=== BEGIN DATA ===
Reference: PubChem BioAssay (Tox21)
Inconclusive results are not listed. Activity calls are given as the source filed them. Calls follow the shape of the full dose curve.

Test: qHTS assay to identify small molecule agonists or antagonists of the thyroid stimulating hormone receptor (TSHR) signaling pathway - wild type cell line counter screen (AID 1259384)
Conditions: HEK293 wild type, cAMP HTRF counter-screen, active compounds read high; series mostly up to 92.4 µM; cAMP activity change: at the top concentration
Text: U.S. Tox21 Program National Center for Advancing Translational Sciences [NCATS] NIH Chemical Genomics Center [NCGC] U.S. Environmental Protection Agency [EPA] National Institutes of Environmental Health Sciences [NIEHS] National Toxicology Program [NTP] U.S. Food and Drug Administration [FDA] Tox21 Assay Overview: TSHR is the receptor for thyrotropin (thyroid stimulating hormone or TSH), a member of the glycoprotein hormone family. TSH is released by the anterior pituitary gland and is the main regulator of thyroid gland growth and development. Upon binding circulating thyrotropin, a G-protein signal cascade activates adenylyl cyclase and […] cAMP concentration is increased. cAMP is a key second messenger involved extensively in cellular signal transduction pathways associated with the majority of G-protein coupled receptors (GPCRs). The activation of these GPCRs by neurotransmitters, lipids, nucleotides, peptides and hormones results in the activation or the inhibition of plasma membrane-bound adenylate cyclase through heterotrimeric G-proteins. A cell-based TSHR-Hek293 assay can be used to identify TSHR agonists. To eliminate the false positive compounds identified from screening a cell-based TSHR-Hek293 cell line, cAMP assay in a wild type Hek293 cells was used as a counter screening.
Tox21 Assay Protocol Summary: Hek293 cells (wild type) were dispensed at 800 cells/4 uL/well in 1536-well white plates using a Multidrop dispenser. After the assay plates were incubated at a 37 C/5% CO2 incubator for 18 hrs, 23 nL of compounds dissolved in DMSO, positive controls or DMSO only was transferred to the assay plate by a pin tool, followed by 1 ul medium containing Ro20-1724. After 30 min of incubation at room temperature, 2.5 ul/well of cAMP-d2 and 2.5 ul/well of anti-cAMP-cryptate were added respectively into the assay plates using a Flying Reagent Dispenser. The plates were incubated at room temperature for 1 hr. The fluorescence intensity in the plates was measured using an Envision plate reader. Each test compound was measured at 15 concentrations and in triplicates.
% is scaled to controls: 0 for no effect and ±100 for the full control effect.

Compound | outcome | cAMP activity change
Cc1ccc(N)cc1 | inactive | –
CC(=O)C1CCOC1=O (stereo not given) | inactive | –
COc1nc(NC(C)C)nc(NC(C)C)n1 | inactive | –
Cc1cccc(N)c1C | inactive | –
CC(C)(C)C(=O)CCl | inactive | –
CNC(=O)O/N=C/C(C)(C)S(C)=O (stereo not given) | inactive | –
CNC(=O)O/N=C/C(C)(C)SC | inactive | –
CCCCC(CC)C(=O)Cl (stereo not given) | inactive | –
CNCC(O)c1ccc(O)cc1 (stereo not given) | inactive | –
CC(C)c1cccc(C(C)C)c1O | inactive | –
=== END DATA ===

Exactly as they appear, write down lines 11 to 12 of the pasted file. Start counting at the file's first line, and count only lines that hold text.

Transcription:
COc1nc(NC(C)C)nc(NC(C)C)n1 | inactive | –
Cc1cccc(N)c1C | inactive | –